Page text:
The British government is considering making early abortions available to women at doctors surgeries.
At present women who want to terminate a pregnancy before nine weeks can be prescribed drugs to induce a miscarriage.
The drugs are given in two doses, 48 hours apart, at private clinics and National Health hospitals and needs the approval of two doctors.
The Department of Health in Britain has conducted two pilot studies in order to evaluate whether such "medical" abortions can be carried out in "non-traditional" settings including doctors' surgeries.
The British Medical Association has cautiously welcomed the move but the debate over access to abortion has been reignited.
A House of Commons committee, which examined the case for lowering the 24-week legal limit, found women were experiencing unnecessary delays and called for easier access to terminations and the scrapping of the two doctors' signatures rule.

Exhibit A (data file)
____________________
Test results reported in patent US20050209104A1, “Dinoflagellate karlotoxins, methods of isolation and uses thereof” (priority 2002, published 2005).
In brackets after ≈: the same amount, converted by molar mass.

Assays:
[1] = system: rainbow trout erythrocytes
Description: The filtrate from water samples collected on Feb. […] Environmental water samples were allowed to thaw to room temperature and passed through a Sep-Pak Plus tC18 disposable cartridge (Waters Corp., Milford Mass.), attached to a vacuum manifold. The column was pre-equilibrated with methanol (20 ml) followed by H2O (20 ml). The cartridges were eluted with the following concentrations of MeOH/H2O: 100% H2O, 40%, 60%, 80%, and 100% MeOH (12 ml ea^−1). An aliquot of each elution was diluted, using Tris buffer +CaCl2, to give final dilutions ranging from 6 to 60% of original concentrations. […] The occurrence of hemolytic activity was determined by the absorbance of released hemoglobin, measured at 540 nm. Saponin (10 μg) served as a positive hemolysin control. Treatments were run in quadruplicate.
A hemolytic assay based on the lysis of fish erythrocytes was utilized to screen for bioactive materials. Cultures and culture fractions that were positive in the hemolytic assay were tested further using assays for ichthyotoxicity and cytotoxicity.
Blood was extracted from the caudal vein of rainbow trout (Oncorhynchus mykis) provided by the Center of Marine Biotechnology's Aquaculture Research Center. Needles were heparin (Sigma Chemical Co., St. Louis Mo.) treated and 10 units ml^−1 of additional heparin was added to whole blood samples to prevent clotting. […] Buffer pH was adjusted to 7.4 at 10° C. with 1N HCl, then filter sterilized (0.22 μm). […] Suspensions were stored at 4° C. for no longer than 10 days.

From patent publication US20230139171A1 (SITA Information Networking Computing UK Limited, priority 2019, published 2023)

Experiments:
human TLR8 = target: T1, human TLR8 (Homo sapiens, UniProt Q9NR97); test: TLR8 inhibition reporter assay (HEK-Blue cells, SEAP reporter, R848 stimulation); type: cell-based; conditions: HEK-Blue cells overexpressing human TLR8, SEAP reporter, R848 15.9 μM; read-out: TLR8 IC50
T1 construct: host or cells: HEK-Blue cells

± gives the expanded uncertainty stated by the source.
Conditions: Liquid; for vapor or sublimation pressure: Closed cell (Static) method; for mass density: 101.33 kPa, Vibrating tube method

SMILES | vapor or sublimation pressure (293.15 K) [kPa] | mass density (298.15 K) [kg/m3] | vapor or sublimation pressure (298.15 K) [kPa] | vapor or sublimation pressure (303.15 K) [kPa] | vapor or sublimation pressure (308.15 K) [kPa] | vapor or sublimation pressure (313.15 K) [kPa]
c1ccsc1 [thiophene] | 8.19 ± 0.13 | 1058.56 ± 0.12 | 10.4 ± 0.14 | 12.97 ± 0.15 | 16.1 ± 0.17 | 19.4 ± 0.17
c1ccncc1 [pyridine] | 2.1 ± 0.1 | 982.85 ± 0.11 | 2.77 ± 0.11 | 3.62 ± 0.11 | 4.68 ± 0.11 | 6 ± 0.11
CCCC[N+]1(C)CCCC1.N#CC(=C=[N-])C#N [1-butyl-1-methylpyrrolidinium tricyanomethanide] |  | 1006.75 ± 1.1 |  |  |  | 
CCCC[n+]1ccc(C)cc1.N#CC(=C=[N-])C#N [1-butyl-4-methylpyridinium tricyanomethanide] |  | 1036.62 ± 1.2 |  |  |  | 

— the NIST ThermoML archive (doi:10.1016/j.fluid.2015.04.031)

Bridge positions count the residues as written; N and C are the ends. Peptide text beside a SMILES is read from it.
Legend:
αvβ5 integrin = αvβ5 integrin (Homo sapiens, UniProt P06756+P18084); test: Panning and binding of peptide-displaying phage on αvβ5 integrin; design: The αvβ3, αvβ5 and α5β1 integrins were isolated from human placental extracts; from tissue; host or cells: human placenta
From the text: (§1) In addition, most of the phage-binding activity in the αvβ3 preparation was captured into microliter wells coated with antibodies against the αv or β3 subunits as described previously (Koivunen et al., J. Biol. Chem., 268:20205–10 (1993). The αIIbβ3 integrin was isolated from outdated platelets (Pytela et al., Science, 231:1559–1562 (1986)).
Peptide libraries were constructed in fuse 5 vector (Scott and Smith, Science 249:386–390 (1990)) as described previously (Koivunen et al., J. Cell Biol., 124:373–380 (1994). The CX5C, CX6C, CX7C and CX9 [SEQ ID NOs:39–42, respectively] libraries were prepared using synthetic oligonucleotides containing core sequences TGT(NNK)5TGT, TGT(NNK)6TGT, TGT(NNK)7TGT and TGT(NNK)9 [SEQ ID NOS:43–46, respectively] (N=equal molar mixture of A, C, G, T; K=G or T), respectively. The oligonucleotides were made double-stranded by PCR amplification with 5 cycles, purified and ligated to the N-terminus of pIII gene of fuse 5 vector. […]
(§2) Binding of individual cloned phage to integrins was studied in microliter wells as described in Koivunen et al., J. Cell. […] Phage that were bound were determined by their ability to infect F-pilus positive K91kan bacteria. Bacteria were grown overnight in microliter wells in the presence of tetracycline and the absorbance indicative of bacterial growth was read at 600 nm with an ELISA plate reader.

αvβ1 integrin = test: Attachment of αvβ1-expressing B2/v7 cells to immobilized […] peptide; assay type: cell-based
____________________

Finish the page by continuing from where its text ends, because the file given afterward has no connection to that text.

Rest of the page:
The committee also said nurses and midwives with suitable training and professional guidance should not be prevented from carrying out all stages of early medical abortions involving the use of drugs and early surgical abortions.
The committee evaluation is expected to be completed in early 2008.
But there is apparently growing opposition to abortions by many doctors; a survey earlier this year in a doctors magazine revealed that one in five believe it should be banned and more than half say that the 24 week limit should be reduced.
The British Pregnancy Advisory Service (BPAS) which provides 10,000 early medical abortions each year, says offering more localised care for women needing an abortion makes absolute sense.
The Family Planning Association too is in agreement and says other countries provide abortion services in the community and British women should also have that service.
In 2006 there were almost 200,000 abortions in England and Wales and 13,000 in Scotland.
The vast majority were early abortions and were carried out before 13 weeks.